The minute I saw this dress, I immediately fell in love! ( Funny how love at first sight is completely believable with clothes, not so much with people:) )
It was an amazing price, fit like a glove, and would be perfect for the upcoming Masquerade Ball at my university. Per usual, there was one small thing wrong with the dress. This time, the low-cut neckline was only ‘covered’ by a single layer of tulle.
This DIY is an easy way for all my non-seamstresses out there to save a few bucks on dress alterations. Tulle is a relatively inexpensive material that is easy to work with, and is definitely a good option if there are any sheer portions of your garment that you want covered.
1 yd of tulle fabric
Needle and Thread
At the Store
I purchased three extra yards of material in case I needed the fabric for other projects. If you’re just trying to make a small neckline more modest, however, you could probably get by with just one or two yards, depending on the project.
Make sure the thread you buy matches the color of your garment. If you’re a sloppy seamstress like myself, best no one be seein’ those crooked stitches!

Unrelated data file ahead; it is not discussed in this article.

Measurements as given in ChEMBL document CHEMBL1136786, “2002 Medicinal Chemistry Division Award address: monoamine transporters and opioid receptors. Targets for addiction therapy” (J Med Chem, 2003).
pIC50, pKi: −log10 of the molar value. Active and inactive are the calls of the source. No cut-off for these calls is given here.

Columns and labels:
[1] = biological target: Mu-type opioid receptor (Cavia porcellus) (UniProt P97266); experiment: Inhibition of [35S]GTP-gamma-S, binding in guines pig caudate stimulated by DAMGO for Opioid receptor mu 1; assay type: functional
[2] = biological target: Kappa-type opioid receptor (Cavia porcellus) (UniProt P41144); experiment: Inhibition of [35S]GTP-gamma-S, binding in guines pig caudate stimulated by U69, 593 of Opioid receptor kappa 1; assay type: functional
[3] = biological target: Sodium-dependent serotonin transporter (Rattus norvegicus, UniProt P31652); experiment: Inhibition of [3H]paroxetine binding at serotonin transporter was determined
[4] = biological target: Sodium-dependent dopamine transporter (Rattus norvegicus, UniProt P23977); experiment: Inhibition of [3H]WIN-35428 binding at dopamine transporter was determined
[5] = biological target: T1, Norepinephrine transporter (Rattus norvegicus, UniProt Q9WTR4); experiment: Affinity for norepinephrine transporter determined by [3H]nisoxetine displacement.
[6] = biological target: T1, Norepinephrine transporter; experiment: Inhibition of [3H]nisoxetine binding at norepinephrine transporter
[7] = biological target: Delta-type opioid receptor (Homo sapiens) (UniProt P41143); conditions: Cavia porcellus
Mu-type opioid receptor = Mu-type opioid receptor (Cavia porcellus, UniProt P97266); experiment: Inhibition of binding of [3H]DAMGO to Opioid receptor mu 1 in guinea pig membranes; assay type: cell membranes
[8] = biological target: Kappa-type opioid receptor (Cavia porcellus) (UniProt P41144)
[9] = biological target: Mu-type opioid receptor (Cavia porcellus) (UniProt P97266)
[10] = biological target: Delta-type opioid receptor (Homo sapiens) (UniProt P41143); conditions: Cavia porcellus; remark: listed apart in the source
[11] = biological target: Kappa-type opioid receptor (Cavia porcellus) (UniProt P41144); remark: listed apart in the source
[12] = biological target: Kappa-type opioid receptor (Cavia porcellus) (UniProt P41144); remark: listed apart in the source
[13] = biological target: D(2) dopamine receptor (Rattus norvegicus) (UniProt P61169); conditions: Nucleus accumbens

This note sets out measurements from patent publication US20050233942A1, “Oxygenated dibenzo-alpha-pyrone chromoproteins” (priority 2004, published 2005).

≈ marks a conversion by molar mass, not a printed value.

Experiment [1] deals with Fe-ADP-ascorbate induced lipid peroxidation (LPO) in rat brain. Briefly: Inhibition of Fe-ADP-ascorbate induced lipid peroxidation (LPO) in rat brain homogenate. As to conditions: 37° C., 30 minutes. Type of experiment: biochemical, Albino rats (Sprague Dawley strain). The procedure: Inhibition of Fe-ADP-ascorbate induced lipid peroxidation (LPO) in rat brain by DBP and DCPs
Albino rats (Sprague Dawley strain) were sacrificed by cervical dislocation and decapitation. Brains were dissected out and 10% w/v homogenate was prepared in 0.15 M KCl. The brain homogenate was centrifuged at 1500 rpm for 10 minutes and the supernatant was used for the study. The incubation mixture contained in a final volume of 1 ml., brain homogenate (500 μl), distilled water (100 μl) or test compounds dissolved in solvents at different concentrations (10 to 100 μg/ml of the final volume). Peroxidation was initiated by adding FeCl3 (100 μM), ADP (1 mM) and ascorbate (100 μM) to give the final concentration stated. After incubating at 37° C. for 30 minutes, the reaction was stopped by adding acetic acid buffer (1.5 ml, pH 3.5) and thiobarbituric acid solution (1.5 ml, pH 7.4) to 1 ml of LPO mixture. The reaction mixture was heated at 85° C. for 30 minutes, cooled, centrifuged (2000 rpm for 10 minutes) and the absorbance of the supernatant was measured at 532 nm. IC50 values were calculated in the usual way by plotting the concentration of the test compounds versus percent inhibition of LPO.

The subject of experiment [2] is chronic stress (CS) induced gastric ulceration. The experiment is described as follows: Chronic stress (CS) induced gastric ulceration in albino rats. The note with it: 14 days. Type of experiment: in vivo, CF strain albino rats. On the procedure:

Fold it up
I folded up my material so that it would be easier to work with. This makes it easier to cut your fabric patch. Folding also allows you to achieve a thicker, layered look with the tulle.
After I cut my fabric, I used thread to stitch it into a square patch so that all of my layers would stay in place when I sewed it to the dress. This step is optional and can easily be substituted with pins.
Now that I had a neat square of fabric to work with, I used pins to secure it onto the neckline of my garment. With white thread that matched the color of my dress, I stitched the patch following the edges of the dress’s neckline and trimmed away the excess fabric.